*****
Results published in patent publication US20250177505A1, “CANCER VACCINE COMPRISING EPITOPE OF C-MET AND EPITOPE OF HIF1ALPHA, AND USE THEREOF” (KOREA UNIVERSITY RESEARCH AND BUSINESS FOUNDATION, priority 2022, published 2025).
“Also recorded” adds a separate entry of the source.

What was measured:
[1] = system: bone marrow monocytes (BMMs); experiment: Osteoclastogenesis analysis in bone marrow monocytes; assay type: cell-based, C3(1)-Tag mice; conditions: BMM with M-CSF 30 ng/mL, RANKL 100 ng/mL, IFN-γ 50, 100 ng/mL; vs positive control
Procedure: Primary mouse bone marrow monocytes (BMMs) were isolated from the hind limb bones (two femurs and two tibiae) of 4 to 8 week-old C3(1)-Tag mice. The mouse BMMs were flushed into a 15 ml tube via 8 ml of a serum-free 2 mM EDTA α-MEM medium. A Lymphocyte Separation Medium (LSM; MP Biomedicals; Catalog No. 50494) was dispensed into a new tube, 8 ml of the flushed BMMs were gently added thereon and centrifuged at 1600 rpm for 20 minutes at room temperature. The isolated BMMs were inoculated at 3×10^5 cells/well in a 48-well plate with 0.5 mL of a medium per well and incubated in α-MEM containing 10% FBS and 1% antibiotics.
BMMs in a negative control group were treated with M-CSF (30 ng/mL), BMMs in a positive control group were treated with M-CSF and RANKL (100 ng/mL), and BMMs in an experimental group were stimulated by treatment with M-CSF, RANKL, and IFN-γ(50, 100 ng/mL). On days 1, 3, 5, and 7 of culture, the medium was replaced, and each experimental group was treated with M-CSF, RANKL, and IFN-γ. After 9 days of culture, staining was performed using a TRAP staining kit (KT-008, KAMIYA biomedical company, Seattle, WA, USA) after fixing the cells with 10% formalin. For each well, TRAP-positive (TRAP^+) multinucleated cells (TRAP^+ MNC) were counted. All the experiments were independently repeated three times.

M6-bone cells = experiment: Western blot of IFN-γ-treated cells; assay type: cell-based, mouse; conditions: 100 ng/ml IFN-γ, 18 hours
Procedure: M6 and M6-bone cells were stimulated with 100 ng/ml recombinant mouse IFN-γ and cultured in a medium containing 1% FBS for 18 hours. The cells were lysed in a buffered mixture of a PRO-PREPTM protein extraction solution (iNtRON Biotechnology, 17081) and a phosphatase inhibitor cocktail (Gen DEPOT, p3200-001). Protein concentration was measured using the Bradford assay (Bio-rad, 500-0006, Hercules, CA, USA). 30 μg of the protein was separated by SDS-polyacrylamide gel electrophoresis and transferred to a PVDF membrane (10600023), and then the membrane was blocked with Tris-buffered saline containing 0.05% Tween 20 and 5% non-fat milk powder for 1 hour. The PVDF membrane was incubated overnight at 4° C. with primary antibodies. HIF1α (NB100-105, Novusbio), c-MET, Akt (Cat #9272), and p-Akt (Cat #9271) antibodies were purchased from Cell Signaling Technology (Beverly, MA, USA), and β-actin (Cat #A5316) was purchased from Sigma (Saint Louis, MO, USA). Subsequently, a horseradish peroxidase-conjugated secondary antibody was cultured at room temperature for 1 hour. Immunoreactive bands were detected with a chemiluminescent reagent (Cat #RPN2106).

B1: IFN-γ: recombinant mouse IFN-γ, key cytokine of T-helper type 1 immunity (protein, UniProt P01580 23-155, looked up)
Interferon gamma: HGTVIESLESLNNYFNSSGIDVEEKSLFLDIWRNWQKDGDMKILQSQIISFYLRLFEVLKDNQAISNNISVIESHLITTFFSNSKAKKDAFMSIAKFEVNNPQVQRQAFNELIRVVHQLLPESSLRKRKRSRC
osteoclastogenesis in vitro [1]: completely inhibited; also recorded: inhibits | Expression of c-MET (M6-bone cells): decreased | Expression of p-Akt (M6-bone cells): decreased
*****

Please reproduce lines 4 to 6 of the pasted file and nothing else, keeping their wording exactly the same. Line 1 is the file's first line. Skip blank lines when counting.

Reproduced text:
[1] = system: bone marrow monocytes (BMMs); experiment: Osteoclastogenesis analysis in bone marrow monocytes; assay type: cell-based, C3(1)-Tag mice; conditions: BMM with M-CSF 30 ng/mL, RANKL 100 ng/mL, IFN-γ 50, 100 ng/mL; vs positive control
Procedure: Primary mouse bone marrow monocytes (BMMs) were isolated from the hind limb bones (two femurs and two tibiae) of 4 to 8 week-old C3(1)-Tag mice. The mouse BMMs were flushed into a 15 ml tube via 8 ml of a serum-free 2 mM EDTA α-MEM medium. A Lymphocyte Separation Medium (LSM; MP Biomedicals; Catalog No. 50494) was dispensed into a new tube, 8 ml of the flushed BMMs were gently added thereon and centrifuged at 1600 rpm for 20 minutes at room temperature. The isolated BMMs were inoculated at 3×10^5 cells/well in a 48-well plate with 0.5 mL of a medium per well and incubated in α-MEM containing 10% FBS and 1% antibiotics.
BMMs in a negative control group were treated with M-CSF (30 ng/mL), BMMs in a positive control group were treated with M-CSF and RANKL (100 ng/mL), and BMMs in an experimental group were stimulated by treatment with M-CSF, RANKL, and IFN-γ(50, 100 ng/mL). On days 1, 3, 5, and 7 of culture, the medium was replaced, and each experimental group was treated with M-CSF, RANKL, and IFN-γ. After 9 days of culture, staining was performed using a TRAP staining kit (KT-008, KAMIYA biomedical company, Seattle, WA, USA) after fixing the cells with 10% formalin. For each well, TRAP-positive (TRAP^+) multinucleated cells (TRAP^+ MNC) were counted. All the experiments were independently repeated three times.